Pope Francis names 17 new cardinals

 Pope Francis on Sunday named 17 new cardinals, including three Americans, adding prelates from developing countries to give them a greater voice in selecting the next pope. Francis’ American appointments elevate moderates in the church hierarchy, bypassing doctrinal conservatives from large archdioceses.
The three Americans, the most Francis named from any one country, are Archbishops Blase J. Cupich of Chicago and Joseph Tobin of Indianapolis and a former Dallas bishop, Kevin Farrell, whom Francis recently reassigned to the Vatican to lead a new department for family, laity and life. Francis had skipped over the United States in two previous rounds of appointments.
The pope announced the new cardinals from the steps of St. Peter’s Basilica at the end of a special Mass on Sunday, saying their diversity represents “the universality of the church” and “the mercy of God in every corner of the world.” He said he will elevate the cardinals on Nov. 19.
The group includes men from five countries that had never before had a cardinal: Bangladesh, the Central African Republic, Lesotho, Malaysia and Papua New Guinea. Francis also named as cardinal the Vatican envoy to Syria, a signal of the church’s concern for that war-ravaged country. Other appointees are from Venezuela, Brazil, Spain, Belgium, Mauritius, Mexico, Italy and Albania.
Thirteen of the new cardinals, including the Americans, are younger than 80 and therefore eligible to vote in a conclave to elect the next pope. Francis has now selected about 40 percent of the 120 cardinals who are currently eligible to choose his successor.
American electoral politics is never a determining factor in the selection of cardinals. But all three American picks have been outspoken opponents of Republican Party positions at a time when the United States church hierarchy is often seen as an ally of the party because of mutual opposition to abortion and same-sex marriage.
Archbishop Tobin insisted that his archdiocese would continue to resettle Syrian refugees in Indiana, despiteattempts to bar them by Gov. Mike Pence, Donald J. Trump’s running mate on the Republican ticket.
Bishop Farrell is among the few prelates in the United States to issue emphatic pleas for gun control, a surprising move for a bishop based in the open-carry state of Texas. And Archbishop Cupich, in an archdiocese populated with immigrants from many countries, has become a prominent advocate of overhauling immigration law, a position held by the United States bishops’ conference.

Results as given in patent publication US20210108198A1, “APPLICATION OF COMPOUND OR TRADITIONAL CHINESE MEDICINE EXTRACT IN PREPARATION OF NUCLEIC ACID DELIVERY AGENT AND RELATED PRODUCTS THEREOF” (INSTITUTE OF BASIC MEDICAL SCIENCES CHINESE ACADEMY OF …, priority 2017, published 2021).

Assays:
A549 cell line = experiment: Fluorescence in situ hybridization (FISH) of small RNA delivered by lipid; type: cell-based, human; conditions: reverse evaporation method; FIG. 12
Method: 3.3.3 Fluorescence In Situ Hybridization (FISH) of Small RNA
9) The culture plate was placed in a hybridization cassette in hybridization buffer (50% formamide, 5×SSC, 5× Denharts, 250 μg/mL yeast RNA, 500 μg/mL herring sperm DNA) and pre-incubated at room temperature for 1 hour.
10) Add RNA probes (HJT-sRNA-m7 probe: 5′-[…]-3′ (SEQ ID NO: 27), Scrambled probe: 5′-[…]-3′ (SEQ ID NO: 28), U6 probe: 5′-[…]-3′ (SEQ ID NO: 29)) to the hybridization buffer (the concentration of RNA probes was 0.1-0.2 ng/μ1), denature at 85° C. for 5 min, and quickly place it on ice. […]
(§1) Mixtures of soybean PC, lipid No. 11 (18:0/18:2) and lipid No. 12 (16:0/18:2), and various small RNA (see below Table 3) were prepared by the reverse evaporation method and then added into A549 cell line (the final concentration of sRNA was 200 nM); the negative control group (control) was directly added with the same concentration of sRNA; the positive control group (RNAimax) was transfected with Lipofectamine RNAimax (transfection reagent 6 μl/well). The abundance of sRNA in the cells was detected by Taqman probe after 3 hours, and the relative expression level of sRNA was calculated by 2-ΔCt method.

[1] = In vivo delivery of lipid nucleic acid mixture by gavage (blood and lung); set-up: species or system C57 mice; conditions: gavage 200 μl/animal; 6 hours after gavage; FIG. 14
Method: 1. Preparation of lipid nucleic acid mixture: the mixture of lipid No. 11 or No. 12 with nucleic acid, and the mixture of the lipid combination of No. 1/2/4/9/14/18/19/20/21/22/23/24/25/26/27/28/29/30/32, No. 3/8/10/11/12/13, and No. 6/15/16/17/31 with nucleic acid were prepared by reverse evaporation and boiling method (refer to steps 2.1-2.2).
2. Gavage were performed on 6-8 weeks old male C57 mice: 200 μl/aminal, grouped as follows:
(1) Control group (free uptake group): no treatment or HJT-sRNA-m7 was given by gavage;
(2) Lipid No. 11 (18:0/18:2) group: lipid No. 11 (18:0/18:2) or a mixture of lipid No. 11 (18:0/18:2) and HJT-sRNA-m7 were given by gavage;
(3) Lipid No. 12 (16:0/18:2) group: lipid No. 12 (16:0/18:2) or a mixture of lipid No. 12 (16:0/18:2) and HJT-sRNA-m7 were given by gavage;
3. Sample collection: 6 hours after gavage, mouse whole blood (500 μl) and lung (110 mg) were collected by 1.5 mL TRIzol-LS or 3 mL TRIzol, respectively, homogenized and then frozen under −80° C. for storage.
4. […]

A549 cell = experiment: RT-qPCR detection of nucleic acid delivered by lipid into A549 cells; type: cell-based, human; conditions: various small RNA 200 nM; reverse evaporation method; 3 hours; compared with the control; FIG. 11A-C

On internal church matters, all three American appointees have indicated they support Francis’ efforts to set a tone that is more pastoral than judgmental toward women, gays and Catholics who have divorced and remarried.
Alejandro Bermúdez, a journalist from Peru who is the executive director of the Catholic News Agency, a conservative-leaning outlet, said, “The pope is making sure that his successor follows his line of thought.”
Mr. Bermúdez said the pope was promoting prelates from many smaller dioceses — not only in the United States, but also in Venezuela and Mexico — who are “the classic Pope Francis-type of bishops.”
“They aren’t so interested in leading cultural battles, but more in doing pastoral work,” Mr. Bermúdez said. “The pope is convinced that the cultural wars are not going to bring anything but further misunderstanding and defeats for the Catholic Church,” especially since even many practicing Catholics do not share the church’s positions on abortion and same-sex marriage.
Archbishop Tobin, who previously served in the Vatican, became known there as a supporter of American nuns who were being investigated by other Vatican officials on claims of deviating from church doctrine — an inquiry some American bishops had encouraged. At a Catholic women’s conference in Indiana this weekend, Archbishop Tobin said he was “hopeful” that women could become deacons, a possibility now being studied by a Vatican committee appointed by the pope.
The selection of Archbishop Tobin surprised church observers, and apparently the bishop himself. In a Twitter message posted on Sunday, Archbishop Tobin said: “I’m shocked beyond words by the decision of the Holy Father. Please pray for me.”
Francis bypassed archdioceses accustomed to having cardinals eligible to vote in a conclave, including Venice, Philadelphia and Los Angeles.
With Cardinal Roger Mahony, the retired archbishop of Los Angeles, having turned 80 in February, many had expected Francis to elevate Archbishop José Gomez of Los Angeles, an immigrant from Mexico who is a strong advocate for immigrants. He would have been the only Latino cardinal in the United States church, where the Latino presence is growing.
Philadelphia had hosted a festive and successful visit for Francis last year. But its archbishop, Charles J. Chaput, has been an uninhibited critic of Francis on doctrinal matters, expressing concern that his leadership has confused the church by leaving open the prospect that priests may give communion to divorced and remarried Catholics.
——The New York Times